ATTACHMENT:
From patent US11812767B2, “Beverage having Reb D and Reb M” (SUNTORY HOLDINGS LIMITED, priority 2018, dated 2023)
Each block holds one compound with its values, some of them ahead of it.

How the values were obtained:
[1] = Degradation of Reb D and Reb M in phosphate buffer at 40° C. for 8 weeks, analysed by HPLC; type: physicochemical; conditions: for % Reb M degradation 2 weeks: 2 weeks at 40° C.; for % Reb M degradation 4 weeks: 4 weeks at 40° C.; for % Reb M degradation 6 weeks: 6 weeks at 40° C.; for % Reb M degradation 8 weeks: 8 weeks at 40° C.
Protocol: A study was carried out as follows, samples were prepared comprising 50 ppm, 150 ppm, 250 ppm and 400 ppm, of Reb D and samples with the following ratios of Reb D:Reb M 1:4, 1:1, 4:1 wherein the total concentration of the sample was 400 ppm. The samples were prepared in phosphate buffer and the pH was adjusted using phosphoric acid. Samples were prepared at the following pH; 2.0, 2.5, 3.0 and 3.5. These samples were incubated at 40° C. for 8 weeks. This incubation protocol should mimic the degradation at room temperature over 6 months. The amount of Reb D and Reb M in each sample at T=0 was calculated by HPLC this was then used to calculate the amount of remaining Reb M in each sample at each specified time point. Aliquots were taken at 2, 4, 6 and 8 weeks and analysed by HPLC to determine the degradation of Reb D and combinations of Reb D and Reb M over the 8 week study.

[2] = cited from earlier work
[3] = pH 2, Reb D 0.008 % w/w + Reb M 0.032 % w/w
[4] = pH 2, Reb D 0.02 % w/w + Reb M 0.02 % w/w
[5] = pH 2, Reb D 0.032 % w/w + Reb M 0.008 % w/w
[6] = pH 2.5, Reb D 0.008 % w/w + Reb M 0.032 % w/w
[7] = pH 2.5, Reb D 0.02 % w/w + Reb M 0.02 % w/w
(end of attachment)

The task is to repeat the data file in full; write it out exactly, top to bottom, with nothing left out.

From patent US11812767B2, “Beverage having Reb D and Reb M” (SUNTORY HOLDINGS LIMITED, priority 2018, dated 2023)
Each block holds one compound with its values, some of them ahead of it.

How the values were obtained:
[1] = Degradation of Reb D and Reb M in phosphate buffer at 40° C. for 8 weeks, analysed by HPLC; type: physicochemical; conditions: for % Reb M degradation 2 weeks: 2 weeks at 40° C.; for % Reb M degradation 4 weeks: 4 weeks at 40° C.; for % Reb M degradation 6 weeks: 6 weeks at 40° C.; for % Reb M degradation 8 weeks: 8 weeks at 40° C.
Protocol: A study was carried out as follows, samples were prepared comprising 50 ppm, 150 ppm, 250 ppm and 400 ppm, of Reb D and samples with the following ratios of Reb D:Reb M 1:4, 1:1, 4:1 wherein the total concentration of the sample was 400 ppm. The samples were prepared in phosphate buffer and the pH was adjusted using phosphoric acid. Samples were prepared at the following pH; 2.0, 2.5, 3.0 and 3.5. These samples were incubated at 40° C. for 8 weeks. This incubation protocol should mimic the degradation at room temperature over 6 months. The amount of Reb D and Reb M in each sample at T=0 was calculated by HPLC this was then used to calculate the amount of remaining Reb M in each sample at each specified time point. Aliquots were taken at 2, 4, 6 and 8 weeks and analysed by HPLC to determine the degradation of Reb D and combinations of Reb D and Reb M over the 8 week study.

[2] = cited from earlier work
[3] = pH 2, Reb D 0.008 % w/w + Reb M 0.032 % w/w
[4] = pH 2, Reb D 0.02 % w/w + Reb M 0.02 % w/w
[5] = pH 2, Reb D 0.032 % w/w + Reb M 0.008 % w/w
[6] = pH 2.5, Reb D 0.008 % w/w + Reb M 0.032 % w/w
[7] = pH 2.5, Reb D 0.02 % w/w + Reb M 0.02 % w/w